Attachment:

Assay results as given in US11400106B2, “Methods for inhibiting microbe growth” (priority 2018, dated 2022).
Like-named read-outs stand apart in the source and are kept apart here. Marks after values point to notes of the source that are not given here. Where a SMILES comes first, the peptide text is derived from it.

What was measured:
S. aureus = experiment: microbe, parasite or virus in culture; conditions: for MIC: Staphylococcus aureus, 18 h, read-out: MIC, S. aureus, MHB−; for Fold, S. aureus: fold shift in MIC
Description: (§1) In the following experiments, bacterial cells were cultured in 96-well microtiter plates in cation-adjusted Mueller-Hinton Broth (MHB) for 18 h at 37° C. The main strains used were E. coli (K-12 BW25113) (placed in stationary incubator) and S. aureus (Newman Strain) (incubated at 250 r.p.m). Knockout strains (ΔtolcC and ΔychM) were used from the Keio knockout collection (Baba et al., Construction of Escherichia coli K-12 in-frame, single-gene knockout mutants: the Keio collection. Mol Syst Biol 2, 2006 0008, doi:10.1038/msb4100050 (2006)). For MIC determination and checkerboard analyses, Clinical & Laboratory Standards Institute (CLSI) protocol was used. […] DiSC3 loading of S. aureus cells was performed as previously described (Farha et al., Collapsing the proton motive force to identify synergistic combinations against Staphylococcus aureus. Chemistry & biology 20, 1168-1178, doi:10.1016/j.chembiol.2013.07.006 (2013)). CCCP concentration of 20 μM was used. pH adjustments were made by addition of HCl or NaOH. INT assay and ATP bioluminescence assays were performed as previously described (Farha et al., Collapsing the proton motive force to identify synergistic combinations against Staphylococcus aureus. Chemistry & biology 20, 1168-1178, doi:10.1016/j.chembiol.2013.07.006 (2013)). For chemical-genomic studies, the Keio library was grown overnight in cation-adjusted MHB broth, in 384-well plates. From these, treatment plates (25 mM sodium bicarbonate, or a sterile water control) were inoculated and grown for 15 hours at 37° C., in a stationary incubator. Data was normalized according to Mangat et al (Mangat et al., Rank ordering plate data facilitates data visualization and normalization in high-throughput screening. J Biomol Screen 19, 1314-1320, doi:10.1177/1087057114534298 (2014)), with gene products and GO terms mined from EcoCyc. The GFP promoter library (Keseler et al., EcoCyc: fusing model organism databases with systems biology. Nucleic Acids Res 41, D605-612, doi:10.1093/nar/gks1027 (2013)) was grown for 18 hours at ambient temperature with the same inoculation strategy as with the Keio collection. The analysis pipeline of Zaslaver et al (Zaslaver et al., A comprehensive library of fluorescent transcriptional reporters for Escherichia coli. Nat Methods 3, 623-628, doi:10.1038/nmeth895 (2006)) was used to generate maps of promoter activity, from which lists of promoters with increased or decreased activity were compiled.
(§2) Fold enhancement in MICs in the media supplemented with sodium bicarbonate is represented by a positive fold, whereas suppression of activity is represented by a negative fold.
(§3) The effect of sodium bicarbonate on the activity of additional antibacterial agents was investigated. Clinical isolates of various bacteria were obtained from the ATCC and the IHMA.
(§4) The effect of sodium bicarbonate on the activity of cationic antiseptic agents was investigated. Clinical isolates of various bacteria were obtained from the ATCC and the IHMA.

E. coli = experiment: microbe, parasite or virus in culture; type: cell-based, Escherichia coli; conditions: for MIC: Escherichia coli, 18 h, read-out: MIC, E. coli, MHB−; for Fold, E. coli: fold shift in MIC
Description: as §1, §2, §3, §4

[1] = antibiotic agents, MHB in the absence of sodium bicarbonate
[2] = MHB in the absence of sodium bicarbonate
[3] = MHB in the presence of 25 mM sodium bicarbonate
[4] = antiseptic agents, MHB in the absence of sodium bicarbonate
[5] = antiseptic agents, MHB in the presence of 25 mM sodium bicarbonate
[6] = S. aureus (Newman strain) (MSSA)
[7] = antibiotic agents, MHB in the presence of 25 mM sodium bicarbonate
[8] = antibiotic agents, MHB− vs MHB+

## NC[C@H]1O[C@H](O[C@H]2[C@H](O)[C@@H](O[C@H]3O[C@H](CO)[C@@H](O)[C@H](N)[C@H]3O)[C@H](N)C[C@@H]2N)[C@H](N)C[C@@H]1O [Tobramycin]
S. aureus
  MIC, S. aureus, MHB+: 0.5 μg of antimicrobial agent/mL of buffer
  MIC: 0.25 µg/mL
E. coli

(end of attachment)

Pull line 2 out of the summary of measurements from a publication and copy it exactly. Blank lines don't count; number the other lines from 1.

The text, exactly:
Like-named read-outs stand apart in the source and are kept apart here. Marks after values point to notes of the source that are not given here. Where a SMILES comes first, the peptide text is derived from it.